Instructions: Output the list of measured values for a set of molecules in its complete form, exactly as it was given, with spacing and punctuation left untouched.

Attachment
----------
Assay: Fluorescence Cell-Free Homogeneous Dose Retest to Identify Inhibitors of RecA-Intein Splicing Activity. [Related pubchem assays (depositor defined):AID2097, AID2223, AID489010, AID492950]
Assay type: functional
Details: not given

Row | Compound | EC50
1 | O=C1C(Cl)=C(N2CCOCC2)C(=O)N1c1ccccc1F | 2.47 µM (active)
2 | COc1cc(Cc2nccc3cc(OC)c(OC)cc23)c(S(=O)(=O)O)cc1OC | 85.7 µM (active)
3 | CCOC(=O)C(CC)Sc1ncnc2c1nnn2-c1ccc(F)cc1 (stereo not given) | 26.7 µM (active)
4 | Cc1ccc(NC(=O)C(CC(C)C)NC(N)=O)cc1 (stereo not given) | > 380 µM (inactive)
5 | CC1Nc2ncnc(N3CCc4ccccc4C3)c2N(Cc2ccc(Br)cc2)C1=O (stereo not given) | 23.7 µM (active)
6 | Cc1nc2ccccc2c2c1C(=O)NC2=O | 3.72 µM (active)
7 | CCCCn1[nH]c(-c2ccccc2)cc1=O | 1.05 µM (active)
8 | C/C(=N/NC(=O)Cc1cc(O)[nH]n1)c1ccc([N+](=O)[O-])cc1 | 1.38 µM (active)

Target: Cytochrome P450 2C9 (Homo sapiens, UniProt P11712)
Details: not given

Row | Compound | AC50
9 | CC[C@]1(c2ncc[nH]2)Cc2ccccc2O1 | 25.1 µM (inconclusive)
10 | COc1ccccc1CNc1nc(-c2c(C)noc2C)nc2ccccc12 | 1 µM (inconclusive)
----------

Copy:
Assay: Fluorescence Cell-Free Homogeneous Dose Retest to Identify Inhibitors of RecA-Intein Splicing Activity. [Related pubchem assays (depositor defined):AID2097, AID2223, AID489010, AID492950]
Assay type: functional
Details: not given

Row | Compound | EC50
1 | O=C1C(Cl)=C(N2CCOCC2)C(=O)N1c1ccccc1F | 2.47 µM (active)
2 | COc1cc(Cc2nccc3cc(OC)c(OC)cc23)c(S(=O)(=O)O)cc1OC | 85.7 µM (active)
3 | CCOC(=O)C(CC)Sc1ncnc2c1nnn2-c1ccc(F)cc1 (stereo not given) | 26.7 µM (active)
4 | Cc1ccc(NC(=O)C(CC(C)C)NC(N)=O)cc1 (stereo not given) | > 380 µM (inactive)
5 | CC1Nc2ncnc(N3CCc4ccccc4C3)c2N(Cc2ccc(Br)cc2)C1=O (stereo not given) | 23.7 µM (active)
6 | Cc1nc2ccccc2c2c1C(=O)NC2=O | 3.72 µM (active)
7 | CCCCn1[nH]c(-c2ccccc2)cc1=O | 1.05 µM (active)
8 | C/C(=N/NC(=O)Cc1cc(O)[nH]n1)c1ccc([N+](=O)[O-])cc1 | 1.38 µM (active)

Target: Cytochrome P450 2C9 (Homo sapiens, UniProt P11712)
Details: not given

Row | Compound | AC50
9 | CC[C@]1(c2ncc[nH]2)Cc2ccccc2O1 | 25.1 µM (inconclusive)
10 | COc1ccccc1CNc1nc(-c2c(C)noc2C)nc2ccccc12 | 1 µM (inconclusive)